Regardless of which Mario Kart game is your favorite, we can agree that the Blue Shell stinks.
Because we can't get enough Mario Kart in our olives, this week's Fave Five celebrates the prestigious multiplayer franchise. James Charlton has compiled his top five Mario Kart games.
5- Mario Kart 64:
After being initially disappointed with this "sequel" to one of my favourite SNES games, I grew to appreciate the four-player battle mode and racing with friends. What the tracks lacked in character, they made up for in variety. No longer were tracks limited to a few themes, they were set in various places in the Mushroom Kingdom, even places we'd never seen before like in front of the Princess's castle! The battle mode felt so different from the original game at the time that it took me a LONG time to adjust, shooting red shells from high places to hit people on the ground never seemed to work well enough for me, but the new items such as the spinning red/green shells really added a lot of strategy which I liked and eventually got used to. Power-sliding got a great upgrade and took skill, and a lot of practice, to get right—nothing is more satisfying than seeing that smoke change colour as you glide gracefully around a long corner. Not a game I go back to, but one I have fond memories of playing with high school friends after we got bored of Goldeneye, good times!
4- Mario Kart Wii:
With the Wii's lackluster (at best) online structure, I didn't have high hopes for anything with Mario Kart when it came to the console, but I ended up being pleasantly surprised. Not only could you race online with friends, you could exchange ghosts easily with them, see rankings on each track of who had the best time, and even go online with someone sitting next to you. The online part of it also extended the life of the single-player game by supplying weekly tournaments, which reused assets from the main game in new ways. To this day this is the only use of Nintendo Connect 24 I've ever had; the blue light flashing on the Wii meant I had a new ghost challenge or a new tournament to try.
Another thing I love is being able to download and view ghosts from the top players in the world, letting you in on their secrets—something bizarrely missing from MK7. All this kept me playing the game every week for the best part of 2 years, something no other Mario Kart has managed to do to this day. The controls are great for bringing in new players. My wife, for example, loved playing with the wheel—finally, a racing game that responds to the controller being moved left and right! (Anyone with a little sister or girlfriend knows what I'm talking about!) For me, this game got the balance between family friendly and Mario Kart diehard just right.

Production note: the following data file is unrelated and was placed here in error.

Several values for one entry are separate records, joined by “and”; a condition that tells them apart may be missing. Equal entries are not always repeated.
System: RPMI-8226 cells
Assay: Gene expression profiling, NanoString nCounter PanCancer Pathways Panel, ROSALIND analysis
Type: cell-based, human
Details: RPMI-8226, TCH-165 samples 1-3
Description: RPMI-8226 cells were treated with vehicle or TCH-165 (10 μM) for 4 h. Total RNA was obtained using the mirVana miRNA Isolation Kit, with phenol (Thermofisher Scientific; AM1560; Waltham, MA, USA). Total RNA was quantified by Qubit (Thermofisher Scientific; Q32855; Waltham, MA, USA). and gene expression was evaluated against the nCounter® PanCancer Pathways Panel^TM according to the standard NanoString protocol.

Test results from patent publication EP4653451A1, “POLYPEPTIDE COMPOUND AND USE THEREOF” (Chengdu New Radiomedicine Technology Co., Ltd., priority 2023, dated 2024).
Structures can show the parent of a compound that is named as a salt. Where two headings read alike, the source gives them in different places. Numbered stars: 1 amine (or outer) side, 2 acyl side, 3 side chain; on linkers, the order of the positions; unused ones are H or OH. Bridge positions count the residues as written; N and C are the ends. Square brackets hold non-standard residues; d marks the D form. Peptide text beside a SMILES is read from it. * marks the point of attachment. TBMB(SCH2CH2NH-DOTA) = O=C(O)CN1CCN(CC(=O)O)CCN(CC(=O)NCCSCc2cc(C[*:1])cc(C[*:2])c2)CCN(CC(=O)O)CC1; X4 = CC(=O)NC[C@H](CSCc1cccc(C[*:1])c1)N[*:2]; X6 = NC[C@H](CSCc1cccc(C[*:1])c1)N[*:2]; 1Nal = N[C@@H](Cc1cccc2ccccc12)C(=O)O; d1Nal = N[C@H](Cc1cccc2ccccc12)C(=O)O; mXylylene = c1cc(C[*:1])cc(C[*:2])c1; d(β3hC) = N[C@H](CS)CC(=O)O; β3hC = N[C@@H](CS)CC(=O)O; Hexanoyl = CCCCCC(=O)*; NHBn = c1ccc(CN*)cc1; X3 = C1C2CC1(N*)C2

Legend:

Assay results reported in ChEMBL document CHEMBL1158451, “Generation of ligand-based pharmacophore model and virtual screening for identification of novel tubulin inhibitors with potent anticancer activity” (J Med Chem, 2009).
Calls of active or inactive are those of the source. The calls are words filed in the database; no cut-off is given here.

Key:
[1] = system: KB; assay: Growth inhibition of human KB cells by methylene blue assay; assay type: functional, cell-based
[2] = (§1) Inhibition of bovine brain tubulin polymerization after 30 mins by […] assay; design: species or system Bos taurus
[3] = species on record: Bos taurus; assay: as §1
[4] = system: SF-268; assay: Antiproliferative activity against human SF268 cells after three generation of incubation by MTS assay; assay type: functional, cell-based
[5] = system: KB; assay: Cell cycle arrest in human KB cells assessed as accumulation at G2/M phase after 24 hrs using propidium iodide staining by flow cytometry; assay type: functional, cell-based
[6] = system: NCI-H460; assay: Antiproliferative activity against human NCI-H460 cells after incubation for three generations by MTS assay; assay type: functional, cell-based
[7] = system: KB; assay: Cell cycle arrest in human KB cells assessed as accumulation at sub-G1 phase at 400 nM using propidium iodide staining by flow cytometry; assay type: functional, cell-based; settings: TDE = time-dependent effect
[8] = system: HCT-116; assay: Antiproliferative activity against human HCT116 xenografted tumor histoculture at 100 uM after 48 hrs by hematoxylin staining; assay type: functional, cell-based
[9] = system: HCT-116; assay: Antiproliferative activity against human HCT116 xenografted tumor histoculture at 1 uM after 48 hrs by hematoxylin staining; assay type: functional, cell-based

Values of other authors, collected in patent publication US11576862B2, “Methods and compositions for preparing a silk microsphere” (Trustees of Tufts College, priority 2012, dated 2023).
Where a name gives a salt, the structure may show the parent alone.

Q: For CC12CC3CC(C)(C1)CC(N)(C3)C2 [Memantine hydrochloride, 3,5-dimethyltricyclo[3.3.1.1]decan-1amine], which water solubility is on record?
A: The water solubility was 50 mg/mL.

3- Mario Kart: Super Circuit:
After sampling the game through a download play session with a friend’s version, I quickly decided to get the game myself. The moment I played it I thought, this is the true sequel to Super Mario Kart I’ve wanted. It was literally that game plus a whole lot more. The new tracks were awesome, and it was faster, smoother, and more visually pleasing than the SNES one, while still sticking to its Mode-7 roots. My power-sliding skills from the first game could quickly be adapted to Super Circuit; the speed and accuracy with which you can slide around a turn-heavy track like Luigi's Circuit is so satisfying and fun, yet still lets you feel like you're totally in control. The four-player system link up is so much fun; even when my friends at Uni didn't have copies of the game, we could still each play with Yoshi only. You can also turn off items and just have a straight up race, or keep them on and enjoy blasting each other with shells. For any old school guys still out there, this is one of the purest skill-based Mario Kart games available. Anyone who says the controls are loose doesn't know how to play the game. God bless the Ambassador program!
2- Super Mario Kart:
This game plays a huge part in my gaming history. After Super Mario World, it was my most played game ever during the 16-bit era, mainly thanks to friends who also had the game and were equally good at it. Before the invention of the Internet, we'd compare track times, set up tournaments, swap shortcut tips, and battle each other at any opportunity we could. Mario Kart Wii is the closest I've come to recapturing that feeling, thanks to online, but nothing beats the actual real life banter that happens playing this game even now. Sure the power sliding is limited by today's standards, but if you get into the zone, you can hop and glide your way around the track like some kind of go-kart ballerina. Also if you're a fan of retro game music, pretty much every song in this game is still a classic. (Just to let you all know where I'm coming from, I also prefer Donkey Kong Country to Donkey Kong Country Returns and Mario World to Mario 64.)
1- Mario Kart DS:
This game gets my number one spot because of its divine combination of everything I love about the other four games on the list—all in one game.The power sliding is a perfect blend of SMK and MK64, the tracks are an eclectic mix of exciting new tracks and brilliant old ones, and the local multiplayer is the most fun and least hassle to set up. Four systems, no cables, and one copy of the game are enough, and you're ready. Sure, online is filled with cheaters, but why play with unknown weirdos when you can play with friends anyway. Mario Kart 7 does some of this a lot better for sure, but with the amount of things taken OUT of the game, I can't include it in my favourite five. The mission mode is a work of genius, taking elements of the single-player game and making them into bite-size objectives, all of which can help you become a better player. Let’s hope it makes a comeback in the next iteration.